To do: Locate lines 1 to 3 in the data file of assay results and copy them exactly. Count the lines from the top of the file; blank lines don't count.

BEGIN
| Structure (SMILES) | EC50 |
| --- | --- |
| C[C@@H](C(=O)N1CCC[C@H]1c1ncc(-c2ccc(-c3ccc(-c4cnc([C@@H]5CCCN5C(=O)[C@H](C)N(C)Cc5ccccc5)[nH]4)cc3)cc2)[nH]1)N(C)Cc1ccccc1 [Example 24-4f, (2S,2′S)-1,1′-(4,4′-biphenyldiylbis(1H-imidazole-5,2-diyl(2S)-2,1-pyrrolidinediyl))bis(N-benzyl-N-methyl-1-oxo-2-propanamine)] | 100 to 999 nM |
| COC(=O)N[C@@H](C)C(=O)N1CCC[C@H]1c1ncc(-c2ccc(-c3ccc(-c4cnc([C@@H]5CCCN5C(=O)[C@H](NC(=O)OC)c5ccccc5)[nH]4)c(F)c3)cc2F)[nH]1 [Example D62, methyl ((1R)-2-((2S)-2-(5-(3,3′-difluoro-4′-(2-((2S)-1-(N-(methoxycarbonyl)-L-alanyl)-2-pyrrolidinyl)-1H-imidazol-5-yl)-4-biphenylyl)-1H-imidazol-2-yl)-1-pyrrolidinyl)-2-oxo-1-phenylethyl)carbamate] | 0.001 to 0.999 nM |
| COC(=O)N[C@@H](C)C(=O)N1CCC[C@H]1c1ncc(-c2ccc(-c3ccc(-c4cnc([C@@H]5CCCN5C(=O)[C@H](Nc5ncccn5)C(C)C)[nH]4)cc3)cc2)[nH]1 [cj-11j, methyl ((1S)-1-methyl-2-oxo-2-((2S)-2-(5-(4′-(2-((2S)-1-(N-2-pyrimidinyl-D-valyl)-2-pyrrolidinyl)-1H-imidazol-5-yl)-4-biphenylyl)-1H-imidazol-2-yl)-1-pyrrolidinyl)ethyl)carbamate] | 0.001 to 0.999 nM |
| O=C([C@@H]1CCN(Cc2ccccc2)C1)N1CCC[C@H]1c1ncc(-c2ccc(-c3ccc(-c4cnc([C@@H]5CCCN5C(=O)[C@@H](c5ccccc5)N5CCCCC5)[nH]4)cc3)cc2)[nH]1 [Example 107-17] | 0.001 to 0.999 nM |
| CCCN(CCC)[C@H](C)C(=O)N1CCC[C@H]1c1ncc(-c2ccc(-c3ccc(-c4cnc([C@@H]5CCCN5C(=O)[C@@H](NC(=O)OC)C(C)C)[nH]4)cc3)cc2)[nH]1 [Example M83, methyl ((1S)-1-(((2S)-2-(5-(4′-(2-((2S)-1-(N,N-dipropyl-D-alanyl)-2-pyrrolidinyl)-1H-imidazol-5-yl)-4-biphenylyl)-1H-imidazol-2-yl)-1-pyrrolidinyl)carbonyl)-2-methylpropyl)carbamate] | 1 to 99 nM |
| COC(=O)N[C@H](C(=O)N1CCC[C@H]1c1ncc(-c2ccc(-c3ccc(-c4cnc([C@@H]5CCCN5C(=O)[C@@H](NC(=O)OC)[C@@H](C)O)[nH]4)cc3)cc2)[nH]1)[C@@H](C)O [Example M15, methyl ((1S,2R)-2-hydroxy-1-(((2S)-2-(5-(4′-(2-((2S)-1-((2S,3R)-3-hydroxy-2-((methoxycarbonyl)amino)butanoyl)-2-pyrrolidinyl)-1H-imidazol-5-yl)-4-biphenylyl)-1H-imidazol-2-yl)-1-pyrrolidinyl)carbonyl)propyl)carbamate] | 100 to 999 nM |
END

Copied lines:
| Structure (SMILES) | EC50 |
| --- | --- |
| C[C@@H](C(=O)N1CCC[C@H]1c1ncc(-c2ccc(-c3ccc(-c4cnc([C@@H]5CCCN5C(=O)[C@H](C)N(C)Cc5ccccc5)[nH]4)cc3)cc2)[nH]1)N(C)Cc1ccccc1 [Example 24-4f, (2S,2′S)-1,1′-(4,4′-biphenyldiylbis(1H-imidazole-5,2-diyl(2S)-2,1-pyrrolidinediyl))bis(N-benzyl-N-methyl-1-oxo-2-propanamine)] | 100 to 999 nM |